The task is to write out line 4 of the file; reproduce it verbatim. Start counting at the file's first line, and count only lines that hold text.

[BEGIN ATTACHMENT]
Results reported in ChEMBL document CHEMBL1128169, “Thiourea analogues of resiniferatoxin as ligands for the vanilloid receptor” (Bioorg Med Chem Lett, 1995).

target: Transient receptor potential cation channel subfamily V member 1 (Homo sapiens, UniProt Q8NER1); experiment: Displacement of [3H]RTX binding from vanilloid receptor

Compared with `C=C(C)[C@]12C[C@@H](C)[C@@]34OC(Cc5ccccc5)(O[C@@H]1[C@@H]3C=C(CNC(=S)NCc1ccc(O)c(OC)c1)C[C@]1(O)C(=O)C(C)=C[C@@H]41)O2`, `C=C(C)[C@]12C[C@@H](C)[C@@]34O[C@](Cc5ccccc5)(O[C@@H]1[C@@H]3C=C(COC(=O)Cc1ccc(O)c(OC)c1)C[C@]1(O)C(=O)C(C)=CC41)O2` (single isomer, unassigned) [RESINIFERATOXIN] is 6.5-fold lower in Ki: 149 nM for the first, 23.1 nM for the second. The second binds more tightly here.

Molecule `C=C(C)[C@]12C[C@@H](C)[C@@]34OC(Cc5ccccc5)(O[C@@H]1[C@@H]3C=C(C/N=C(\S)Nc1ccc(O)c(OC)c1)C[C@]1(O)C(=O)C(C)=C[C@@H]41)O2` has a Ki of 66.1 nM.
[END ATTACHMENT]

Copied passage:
Molecule `C=C(C)[C@]12C[C@@H](C)[C@@]34OC(Cc5ccccc5)(O[C@@H]1[C@@H]3C=C(C/N=C(\S)Nc1ccc(O)c(OC)c1)C[C@]1(O)C(=O)C(C)=C[C@@H]41)O2` has a Ki of 66.1 nM.